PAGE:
by Margret Kopala
Letter to the editor published in The Globe & Mail, December 24, 1994
Andrew Coyneís status quo response to the plan put forward by the Premier of Quebec sends a message of soulless pragmatism and promotes the already pervasive cynicism that the ideals informing Canadaís development as a country are no longer viable (Beware The Third Option Between Separation And the Status Quo - Dec.12) Equally mistaken is the response proposed by Jeffrey Simpson that federalists should sing from the same hymn book. This risks failure of Charlottetown Accord proportions but with worse consequences (The Federalist Choirmaster Musters His Forces To Sing In Chorus - Dec.9).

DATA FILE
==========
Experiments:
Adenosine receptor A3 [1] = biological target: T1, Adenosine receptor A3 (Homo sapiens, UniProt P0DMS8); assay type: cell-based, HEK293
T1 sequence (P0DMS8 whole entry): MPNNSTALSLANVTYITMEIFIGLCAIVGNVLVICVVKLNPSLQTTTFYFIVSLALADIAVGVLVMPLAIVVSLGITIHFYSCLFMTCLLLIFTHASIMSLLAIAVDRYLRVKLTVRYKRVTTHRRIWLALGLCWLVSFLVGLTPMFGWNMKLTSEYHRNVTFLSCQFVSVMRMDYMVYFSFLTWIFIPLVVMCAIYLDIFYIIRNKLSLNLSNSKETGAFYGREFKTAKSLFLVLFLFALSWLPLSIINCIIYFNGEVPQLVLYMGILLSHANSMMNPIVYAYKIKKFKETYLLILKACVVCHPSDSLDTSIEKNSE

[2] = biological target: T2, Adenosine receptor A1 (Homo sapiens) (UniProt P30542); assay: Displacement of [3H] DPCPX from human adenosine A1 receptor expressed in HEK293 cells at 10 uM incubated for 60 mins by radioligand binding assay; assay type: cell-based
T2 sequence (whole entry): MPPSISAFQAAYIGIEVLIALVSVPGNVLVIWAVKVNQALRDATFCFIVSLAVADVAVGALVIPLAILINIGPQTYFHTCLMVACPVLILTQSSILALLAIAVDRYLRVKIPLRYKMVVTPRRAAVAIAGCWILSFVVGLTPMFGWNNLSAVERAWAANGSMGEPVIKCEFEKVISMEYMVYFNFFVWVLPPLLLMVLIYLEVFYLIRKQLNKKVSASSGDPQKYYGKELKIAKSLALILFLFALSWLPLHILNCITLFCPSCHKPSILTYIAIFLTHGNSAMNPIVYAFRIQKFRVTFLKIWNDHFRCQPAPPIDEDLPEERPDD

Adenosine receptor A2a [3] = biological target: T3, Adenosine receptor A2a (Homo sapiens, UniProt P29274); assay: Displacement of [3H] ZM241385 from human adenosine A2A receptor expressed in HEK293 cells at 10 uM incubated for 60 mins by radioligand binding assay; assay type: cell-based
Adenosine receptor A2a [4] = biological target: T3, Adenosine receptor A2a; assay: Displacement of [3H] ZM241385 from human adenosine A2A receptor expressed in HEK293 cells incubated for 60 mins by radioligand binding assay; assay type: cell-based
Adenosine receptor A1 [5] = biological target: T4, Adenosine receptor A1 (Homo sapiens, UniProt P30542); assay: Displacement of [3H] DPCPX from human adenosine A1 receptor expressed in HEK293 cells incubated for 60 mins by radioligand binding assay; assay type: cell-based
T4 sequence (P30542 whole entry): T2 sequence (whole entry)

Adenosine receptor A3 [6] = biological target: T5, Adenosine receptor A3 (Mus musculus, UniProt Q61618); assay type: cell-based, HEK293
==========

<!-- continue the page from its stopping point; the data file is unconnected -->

Rather, the federalist response should be to implement intellectual-style guerrilla tactics aimed at sidelining and overcoming Quebec Premier Jacques Parizeauís plan. These tactics should be clearly targeted and involve all Canadians - political parties, the provinces, etc. - having an interest in the outcome of the referendum. The overall objective would be to create a number of options for Quebeckers and other Canadians to consider, one or more of which is capable of sidelining Mr.Parizeauís. Any that failed, or simply didnít capture the imagination of the country, wonít have placed its existence in jeopardy.
Such a strategy allows us to build on the many constructive lessons available from our recent constitutional history. It also allows Canadaís political parties the opportunity to develop their positions on national unity, an issue which is likely to dominate in the next federal election.